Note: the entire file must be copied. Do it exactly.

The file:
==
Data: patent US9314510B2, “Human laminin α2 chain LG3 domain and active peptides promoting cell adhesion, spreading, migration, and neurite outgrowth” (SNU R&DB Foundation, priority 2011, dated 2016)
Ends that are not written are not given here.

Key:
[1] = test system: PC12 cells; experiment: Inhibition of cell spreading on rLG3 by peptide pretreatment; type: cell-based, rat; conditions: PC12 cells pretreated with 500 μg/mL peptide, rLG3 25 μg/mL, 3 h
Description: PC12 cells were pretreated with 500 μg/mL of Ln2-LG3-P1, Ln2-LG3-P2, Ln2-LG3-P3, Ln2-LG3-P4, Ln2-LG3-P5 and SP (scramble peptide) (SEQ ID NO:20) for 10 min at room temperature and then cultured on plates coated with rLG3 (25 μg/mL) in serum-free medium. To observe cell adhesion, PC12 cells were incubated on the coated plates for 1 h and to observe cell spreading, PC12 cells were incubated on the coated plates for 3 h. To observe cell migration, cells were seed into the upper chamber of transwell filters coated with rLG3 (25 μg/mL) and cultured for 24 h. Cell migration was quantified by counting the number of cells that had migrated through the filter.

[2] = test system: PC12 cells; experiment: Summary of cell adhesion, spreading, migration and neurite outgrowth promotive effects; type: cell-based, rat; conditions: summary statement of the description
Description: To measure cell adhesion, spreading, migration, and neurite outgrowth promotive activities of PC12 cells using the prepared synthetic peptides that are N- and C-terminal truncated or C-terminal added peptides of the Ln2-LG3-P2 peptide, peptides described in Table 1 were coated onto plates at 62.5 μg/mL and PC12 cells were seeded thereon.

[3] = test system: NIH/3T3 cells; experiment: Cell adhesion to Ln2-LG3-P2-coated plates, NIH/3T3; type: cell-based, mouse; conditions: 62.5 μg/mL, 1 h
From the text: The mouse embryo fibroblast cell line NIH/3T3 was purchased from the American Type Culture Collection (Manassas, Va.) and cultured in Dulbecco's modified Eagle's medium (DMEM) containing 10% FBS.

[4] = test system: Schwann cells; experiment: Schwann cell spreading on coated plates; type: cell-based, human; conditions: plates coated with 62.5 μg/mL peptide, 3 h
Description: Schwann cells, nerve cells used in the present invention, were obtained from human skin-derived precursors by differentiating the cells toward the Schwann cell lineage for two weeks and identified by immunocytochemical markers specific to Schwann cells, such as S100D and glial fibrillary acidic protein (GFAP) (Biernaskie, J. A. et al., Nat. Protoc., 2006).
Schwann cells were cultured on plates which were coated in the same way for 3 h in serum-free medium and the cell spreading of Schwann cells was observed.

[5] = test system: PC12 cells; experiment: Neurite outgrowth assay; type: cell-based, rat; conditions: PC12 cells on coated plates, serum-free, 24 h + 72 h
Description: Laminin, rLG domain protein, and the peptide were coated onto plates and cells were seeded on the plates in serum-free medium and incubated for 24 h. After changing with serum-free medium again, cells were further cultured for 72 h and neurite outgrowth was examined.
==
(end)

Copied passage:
Data: patent US9314510B2, “Human laminin α2 chain LG3 domain and active peptides promoting cell adhesion, spreading, migration, and neurite outgrowth” (SNU R&DB Foundation, priority 2011, dated 2016)
Ends that are not written are not given here.

Key:
[1] = test system: PC12 cells; experiment: Inhibition of cell spreading on rLG3 by peptide pretreatment; type: cell-based, rat; conditions: PC12 cells pretreated with 500 μg/mL peptide, rLG3 25 μg/mL, 3 h
Description: PC12 cells were pretreated with 500 μg/mL of Ln2-LG3-P1, Ln2-LG3-P2, Ln2-LG3-P3, Ln2-LG3-P4, Ln2-LG3-P5 and SP (scramble peptide) (SEQ ID NO:20) for 10 min at room temperature and then cultured on plates coated with rLG3 (25 μg/mL) in serum-free medium. To observe cell adhesion, PC12 cells were incubated on the coated plates for 1 h and to observe cell spreading, PC12 cells were incubated on the coated plates for 3 h. To observe cell migration, cells were seed into the upper chamber of transwell filters coated with rLG3 (25 μg/mL) and cultured for 24 h. Cell migration was quantified by counting the number of cells that had migrated through the filter.

[2] = test system: PC12 cells; experiment: Summary of cell adhesion, spreading, migration and neurite outgrowth promotive effects; type: cell-based, rat; conditions: summary statement of the description
Description: To measure cell adhesion, spreading, migration, and neurite outgrowth promotive activities of PC12 cells using the prepared synthetic peptides that are N- and C-terminal truncated or C-terminal added peptides of the Ln2-LG3-P2 peptide, peptides described in Table 1 were coated onto plates at 62.5 μg/mL and PC12 cells were seeded thereon.

[3] = test system: NIH/3T3 cells; experiment: Cell adhesion to Ln2-LG3-P2-coated plates, NIH/3T3; type: cell-based, mouse; conditions: 62.5 μg/mL, 1 h
From the text: The mouse embryo fibroblast cell line NIH/3T3 was purchased from the American Type Culture Collection (Manassas, Va.) and cultured in Dulbecco's modified Eagle's medium (DMEM) containing 10% FBS.

[4] = test system: Schwann cells; experiment: Schwann cell spreading on coated plates; type: cell-based, human; conditions: plates coated with 62.5 μg/mL peptide, 3 h
Description: Schwann cells, nerve cells used in the present invention, were obtained from human skin-derived precursors by differentiating the cells toward the Schwann cell lineage for two weeks and identified by immunocytochemical markers specific to Schwann cells, such as S100D and glial fibrillary acidic protein (GFAP) (Biernaskie, J. A. et al., Nat. Protoc., 2006).
Schwann cells were cultured on plates which were coated in the same way for 3 h in serum-free medium and the cell spreading of Schwann cells was observed.

[5] = test system: PC12 cells; experiment: Neurite outgrowth assay; type: cell-based, rat; conditions: PC12 cells on coated plates, serum-free, 24 h + 72 h
Description: Laminin, rLG domain protein, and the peptide were coated onto plates and cells were seeded on the plates in serum-free medium and incubated for 24 h. After changing with serum-free medium again, cells were further cultured for 72 h and neurite outgrowth was examined.